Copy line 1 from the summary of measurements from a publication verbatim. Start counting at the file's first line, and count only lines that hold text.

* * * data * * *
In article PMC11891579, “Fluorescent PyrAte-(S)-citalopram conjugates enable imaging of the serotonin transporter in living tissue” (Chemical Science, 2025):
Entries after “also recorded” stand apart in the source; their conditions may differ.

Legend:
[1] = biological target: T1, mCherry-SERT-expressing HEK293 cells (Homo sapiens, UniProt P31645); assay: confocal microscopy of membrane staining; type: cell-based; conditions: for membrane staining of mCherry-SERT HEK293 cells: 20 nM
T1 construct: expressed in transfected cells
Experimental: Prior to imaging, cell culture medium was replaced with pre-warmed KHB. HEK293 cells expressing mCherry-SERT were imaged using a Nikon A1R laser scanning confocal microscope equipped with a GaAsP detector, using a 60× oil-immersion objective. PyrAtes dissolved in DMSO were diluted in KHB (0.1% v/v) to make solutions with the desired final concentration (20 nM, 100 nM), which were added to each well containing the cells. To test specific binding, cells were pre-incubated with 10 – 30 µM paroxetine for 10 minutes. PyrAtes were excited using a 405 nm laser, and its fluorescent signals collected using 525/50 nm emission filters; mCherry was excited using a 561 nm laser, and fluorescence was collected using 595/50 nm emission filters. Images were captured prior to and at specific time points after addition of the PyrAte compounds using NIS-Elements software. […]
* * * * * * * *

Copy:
In article PMC11891579, “Fluorescent PyrAte-(S)-citalopram conjugates enable imaging of the serotonin transporter in living tissue” (Chemical Science, 2025):